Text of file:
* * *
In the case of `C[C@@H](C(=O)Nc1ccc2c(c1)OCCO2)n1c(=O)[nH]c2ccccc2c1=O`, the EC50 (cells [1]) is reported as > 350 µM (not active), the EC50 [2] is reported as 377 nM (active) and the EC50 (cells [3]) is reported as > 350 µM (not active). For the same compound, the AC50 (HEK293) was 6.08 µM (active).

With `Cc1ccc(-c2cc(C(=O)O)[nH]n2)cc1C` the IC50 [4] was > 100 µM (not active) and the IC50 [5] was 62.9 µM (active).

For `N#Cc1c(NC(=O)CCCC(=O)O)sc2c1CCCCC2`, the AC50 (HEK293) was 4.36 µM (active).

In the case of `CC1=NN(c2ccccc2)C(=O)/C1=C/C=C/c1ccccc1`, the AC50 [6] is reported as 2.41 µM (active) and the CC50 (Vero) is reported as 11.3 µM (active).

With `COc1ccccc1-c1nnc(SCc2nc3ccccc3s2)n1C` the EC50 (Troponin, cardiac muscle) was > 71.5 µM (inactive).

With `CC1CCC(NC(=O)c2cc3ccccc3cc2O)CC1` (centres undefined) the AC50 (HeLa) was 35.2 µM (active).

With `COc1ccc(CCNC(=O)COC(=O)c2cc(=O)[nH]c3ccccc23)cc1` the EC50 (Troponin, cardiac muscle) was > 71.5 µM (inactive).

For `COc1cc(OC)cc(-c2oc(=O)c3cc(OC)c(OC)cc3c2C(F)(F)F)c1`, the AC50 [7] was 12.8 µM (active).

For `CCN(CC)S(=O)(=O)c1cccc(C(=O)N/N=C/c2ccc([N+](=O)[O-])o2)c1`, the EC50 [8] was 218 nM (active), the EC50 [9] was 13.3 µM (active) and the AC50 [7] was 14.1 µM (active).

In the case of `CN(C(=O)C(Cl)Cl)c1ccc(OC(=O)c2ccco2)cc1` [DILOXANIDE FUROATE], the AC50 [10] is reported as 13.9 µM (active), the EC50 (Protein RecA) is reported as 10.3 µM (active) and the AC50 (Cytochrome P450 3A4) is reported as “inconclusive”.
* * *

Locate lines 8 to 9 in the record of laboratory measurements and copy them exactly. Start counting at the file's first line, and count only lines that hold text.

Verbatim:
For `COc1cc(OC)cc(-c2oc(=O)c3cc(OC)c(OC)cc3c2C(F)(F)F)c1`, the AC50 [7] was 12.8 µM (active).

For `CCN(CC)S(=O)(=O)c1cccc(C(=O)N/N=C/c2ccc([N+](=O)[O-])o2)c1`, the EC50 [8] was 218 nM (active), the EC50 [9] was 13.3 µM (active) and the AC50 [7] was 14.1 µM (active).